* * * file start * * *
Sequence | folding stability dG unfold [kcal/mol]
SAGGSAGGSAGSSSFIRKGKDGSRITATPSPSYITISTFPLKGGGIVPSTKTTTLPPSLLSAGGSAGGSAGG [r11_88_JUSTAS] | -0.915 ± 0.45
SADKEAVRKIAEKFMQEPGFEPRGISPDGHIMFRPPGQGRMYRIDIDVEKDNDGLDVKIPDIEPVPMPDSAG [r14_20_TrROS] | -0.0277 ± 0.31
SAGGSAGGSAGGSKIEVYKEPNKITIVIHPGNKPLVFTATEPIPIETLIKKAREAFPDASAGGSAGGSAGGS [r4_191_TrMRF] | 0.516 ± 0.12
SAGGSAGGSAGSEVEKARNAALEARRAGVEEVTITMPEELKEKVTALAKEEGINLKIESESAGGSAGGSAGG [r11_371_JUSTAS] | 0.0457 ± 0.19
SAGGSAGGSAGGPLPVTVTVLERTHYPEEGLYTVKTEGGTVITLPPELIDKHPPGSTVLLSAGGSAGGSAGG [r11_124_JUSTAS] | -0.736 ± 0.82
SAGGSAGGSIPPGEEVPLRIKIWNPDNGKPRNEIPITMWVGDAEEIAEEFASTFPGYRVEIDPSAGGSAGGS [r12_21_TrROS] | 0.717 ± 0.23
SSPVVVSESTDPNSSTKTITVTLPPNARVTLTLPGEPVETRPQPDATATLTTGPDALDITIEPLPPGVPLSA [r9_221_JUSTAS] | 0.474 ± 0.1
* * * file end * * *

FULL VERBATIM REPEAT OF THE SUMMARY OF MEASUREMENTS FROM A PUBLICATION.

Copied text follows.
Sequence | folding stability dG unfold [kcal/mol]
SAGGSAGGSAGSSSFIRKGKDGSRITATPSPSYITISTFPLKGGGIVPSTKTTTLPPSLLSAGGSAGGSAGG [r11_88_JUSTAS] | -0.915 ± 0.45
SADKEAVRKIAEKFMQEPGFEPRGISPDGHIMFRPPGQGRMYRIDIDVEKDNDGLDVKIPDIEPVPMPDSAG [r14_20_TrROS] | -0.0277 ± 0.31
SAGGSAGGSAGGSKIEVYKEPNKITIVIHPGNKPLVFTATEPIPIETLIKKAREAFPDASAGGSAGGSAGGS [r4_191_TrMRF] | 0.516 ± 0.12
SAGGSAGGSAGSEVEKARNAALEARRAGVEEVTITMPEELKEKVTALAKEEGINLKIESESAGGSAGGSAGG [r11_371_JUSTAS] | 0.0457 ± 0.19
SAGGSAGGSAGGPLPVTVTVLERTHYPEEGLYTVKTEGGTVITLPPELIDKHPPGSTVLLSAGGSAGGSAGG [r11_124_JUSTAS] | -0.736 ± 0.82
SAGGSAGGSIPPGEEVPLRIKIWNPDNGKPRNEIPITMWVGDAEEIAEEFASTFPGYRVEIDPSAGGSAGGS [r12_21_TrROS] | 0.717 ± 0.23
SSPVVVSESTDPNSSTKTITVTLPPNARVTLTLPGEPVETRPQPDATATLTTGPDALDITIEPLPPGVPLSA [r9_221_JUSTAS] | 0.474 ± 0.1